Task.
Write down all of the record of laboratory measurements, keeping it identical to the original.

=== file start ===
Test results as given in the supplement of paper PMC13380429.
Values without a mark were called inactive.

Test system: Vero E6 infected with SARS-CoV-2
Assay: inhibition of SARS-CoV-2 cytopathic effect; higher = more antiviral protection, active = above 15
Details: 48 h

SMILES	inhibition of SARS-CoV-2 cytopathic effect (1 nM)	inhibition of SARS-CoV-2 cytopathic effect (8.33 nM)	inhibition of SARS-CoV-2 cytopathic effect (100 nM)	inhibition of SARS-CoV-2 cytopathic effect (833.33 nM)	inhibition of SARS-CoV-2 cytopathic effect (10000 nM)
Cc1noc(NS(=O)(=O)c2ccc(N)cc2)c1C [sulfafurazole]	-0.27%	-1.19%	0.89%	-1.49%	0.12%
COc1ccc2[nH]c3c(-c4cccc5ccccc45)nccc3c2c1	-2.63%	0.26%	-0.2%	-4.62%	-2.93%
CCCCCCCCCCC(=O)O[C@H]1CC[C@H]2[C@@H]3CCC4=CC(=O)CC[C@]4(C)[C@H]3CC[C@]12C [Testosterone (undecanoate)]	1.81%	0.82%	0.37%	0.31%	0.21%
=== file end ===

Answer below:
Test results as given in the supplement of paper PMC13380429.
Values without a mark were called inactive.

Test system: Vero E6 infected with SARS-CoV-2
Assay: inhibition of SARS-CoV-2 cytopathic effect; higher = more antiviral protection, active = above 15
Details: 48 h

SMILES	inhibition of SARS-CoV-2 cytopathic effect (1 nM)	inhibition of SARS-CoV-2 cytopathic effect (8.33 nM)	inhibition of SARS-CoV-2 cytopathic effect (100 nM)	inhibition of SARS-CoV-2 cytopathic effect (833.33 nM)	inhibition of SARS-CoV-2 cytopathic effect (10000 nM)
Cc1noc(NS(=O)(=O)c2ccc(N)cc2)c1C [sulfafurazole]	-0.27%	-1.19%	0.89%	-1.49%	0.12%
COc1ccc2[nH]c3c(-c4cccc5ccccc45)nccc3c2c1	-2.63%	0.26%	-0.2%	-4.62%	-2.93%
CCCCCCCCCCC(=O)O[C@H]1CC[C@H]2[C@@H]3CCC4=CC(=O)CC[C@]4(C)[C@H]3CC[C@]12C [Testosterone (undecanoate)]	1.81%	0.82%	0.37%	0.31%	0.21%